Last week saw the premiere of the theatrical trailer for Harriet, the upcoming biopic about the life and exploits of Harriet Tubman, an escaped slave who fought to help other slaves escape captivity and gain their freedom with the help of the Underground Railroad. Directed by Kasi Lemmons (Eve’s Bayou), and starring Cynthia Erivo, Leslie Odom Jr., and Janelle Monáe. The fact that Harriet’s story is finally appearing on movie screens nationwide for all to see is cause for many to rejoice.
For many people on Black Twitter with long memories, there wasn’t much to rejoice about. Particularly when it comes to Cynthia Erivo herself and the fact that she’s playing Harriet Tubman.
Many of us are familiar with Cynthia’s work from her performance in The Color Purple on Broadway, and in criminally underappreciated films such as Bad Times At The El Royale and Widows. And it’s not her talent that’s being questioned by Black Twitter, but her views on African-Americans and the people she interacts with who feel the same way.
Last year, I wrote about how Nigerian-born writer/blogger Luvvie Ajayi got on Black Twitter’s bad side when she unexpectedly felt the need to talk shit about R&B singer Tevin Campbell. Black Twitter was so taken aback by Luvvie’s tweets that they not only jumped to Tevin’s defense and explained why he and his career were deserving of a lot more respect, they also made time to drag Luvvie while doing so. Part of the reason why Black Twitter responded to Luvvie the way they did was not just because of what she said about Tevin Campbell, but also because of her history of making “jokes” about African-Americans on her timeline, despite the fact that much of her popularity and her career has come from getting the attention of African-Americans via Twitter, getting them to read and laugh at her weekly blogs and live-tweets about Scandal, which then led to her getting a book deal, and then getting approached by Scandal creator Shonda Rhimes herself. One of the people who Luvvie is friends with and who has previously laughed at her jokes and shady-ass comments on Twitter while also making a few of her own? Cynthia Erivo, who is also of Nigerian descent and who was born in South London. This very long and detailed thread of tweets goes into further detail about Cynthia’s history on Twitter making and laughing with those jokes, so you may want to set aside a few minutes to click on the tweet below and read the entire thread from beginning to end.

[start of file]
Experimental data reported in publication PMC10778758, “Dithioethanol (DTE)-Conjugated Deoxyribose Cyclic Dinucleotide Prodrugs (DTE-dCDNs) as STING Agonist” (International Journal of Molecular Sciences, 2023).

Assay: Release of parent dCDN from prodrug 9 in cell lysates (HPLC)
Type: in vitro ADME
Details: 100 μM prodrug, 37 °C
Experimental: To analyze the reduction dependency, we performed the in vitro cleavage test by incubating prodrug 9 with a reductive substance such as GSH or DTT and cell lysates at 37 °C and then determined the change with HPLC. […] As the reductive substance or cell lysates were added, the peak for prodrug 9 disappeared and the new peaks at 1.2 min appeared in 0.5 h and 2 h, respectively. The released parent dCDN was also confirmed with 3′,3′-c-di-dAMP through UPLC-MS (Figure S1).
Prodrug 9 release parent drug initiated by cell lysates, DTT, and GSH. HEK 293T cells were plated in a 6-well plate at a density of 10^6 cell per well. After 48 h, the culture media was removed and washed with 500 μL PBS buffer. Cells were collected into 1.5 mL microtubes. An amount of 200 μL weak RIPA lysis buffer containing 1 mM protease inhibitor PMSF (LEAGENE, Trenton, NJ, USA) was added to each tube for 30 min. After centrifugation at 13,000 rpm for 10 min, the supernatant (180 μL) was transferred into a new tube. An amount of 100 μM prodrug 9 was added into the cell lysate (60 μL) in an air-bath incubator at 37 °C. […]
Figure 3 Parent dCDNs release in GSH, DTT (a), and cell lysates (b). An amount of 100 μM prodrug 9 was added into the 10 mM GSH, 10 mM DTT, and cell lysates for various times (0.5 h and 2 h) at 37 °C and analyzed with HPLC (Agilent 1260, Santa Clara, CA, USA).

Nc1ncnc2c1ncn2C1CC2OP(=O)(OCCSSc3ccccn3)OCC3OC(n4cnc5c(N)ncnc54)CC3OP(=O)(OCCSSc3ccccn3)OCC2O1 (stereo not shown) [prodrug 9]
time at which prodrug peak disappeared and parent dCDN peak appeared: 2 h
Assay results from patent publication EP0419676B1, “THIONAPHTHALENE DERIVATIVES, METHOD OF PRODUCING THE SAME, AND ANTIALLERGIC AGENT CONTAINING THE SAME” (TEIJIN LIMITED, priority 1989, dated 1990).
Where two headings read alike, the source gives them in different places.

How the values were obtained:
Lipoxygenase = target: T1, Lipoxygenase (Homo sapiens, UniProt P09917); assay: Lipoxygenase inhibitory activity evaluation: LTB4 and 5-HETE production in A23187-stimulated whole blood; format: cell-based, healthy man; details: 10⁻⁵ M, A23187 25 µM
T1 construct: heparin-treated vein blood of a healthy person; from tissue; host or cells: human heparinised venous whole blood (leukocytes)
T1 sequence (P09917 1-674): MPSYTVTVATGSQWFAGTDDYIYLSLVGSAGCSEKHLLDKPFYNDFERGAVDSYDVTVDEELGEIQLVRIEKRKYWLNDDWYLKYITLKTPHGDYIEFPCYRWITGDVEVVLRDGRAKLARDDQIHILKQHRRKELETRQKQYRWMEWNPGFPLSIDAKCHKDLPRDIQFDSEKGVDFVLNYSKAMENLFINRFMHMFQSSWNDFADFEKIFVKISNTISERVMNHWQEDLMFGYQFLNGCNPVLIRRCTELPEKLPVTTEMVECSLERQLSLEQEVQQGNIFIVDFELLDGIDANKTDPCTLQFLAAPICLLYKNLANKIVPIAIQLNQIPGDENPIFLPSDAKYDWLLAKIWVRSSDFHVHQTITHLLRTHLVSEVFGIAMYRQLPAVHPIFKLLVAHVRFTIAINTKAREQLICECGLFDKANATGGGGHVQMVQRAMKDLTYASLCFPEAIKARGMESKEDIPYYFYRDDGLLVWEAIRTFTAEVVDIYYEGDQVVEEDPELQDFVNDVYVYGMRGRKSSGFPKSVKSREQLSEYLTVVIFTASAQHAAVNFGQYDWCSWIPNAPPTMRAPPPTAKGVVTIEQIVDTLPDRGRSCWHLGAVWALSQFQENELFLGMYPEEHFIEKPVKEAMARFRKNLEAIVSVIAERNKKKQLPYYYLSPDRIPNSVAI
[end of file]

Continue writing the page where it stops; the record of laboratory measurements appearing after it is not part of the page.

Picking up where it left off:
Here is why Cynthia Erivo, in particular, should not play Harriet Tubman.— 🇺🇸🌴Electric Bo Peep🌴🇺🇸 (@eBoPeep) September 24, 2018
TL; DR: There’s a troubling pattern of Cynthia repeatedly, deliberately, selectively *choosing* to not give respect to African-American heritage - the heritage of Harriet Tubman.#HarrietDeservesBetter pic.twitter.com/omxuA1Ese7
It didn’t take long for some people to take notice of the jokes that Cynthia would occasionally make when not laughing along with and clicking “Like” on jokes made by others. Hence why when it was announced that a biopic was being made about Harriet Tubman and that Cynthia was up for the actual role, the response from much of Black Twitter was pretty much…
Since the trailer for Harriet first dropped, there have been several articles published online about it, about Cynthia playing Harriet Tubman, and about the backlash she has been getting because she’s playing Harriet Tubman. Many of these same articles have stated that much of the backlash is coming from African-Americans who are disappointed and upset that an African-American legend like Harriet Tubman is being played by a British actress of Nigerian descent and not someone who is African-American who has a greater understanding of Harriet Tubman and her importance to the African-American community.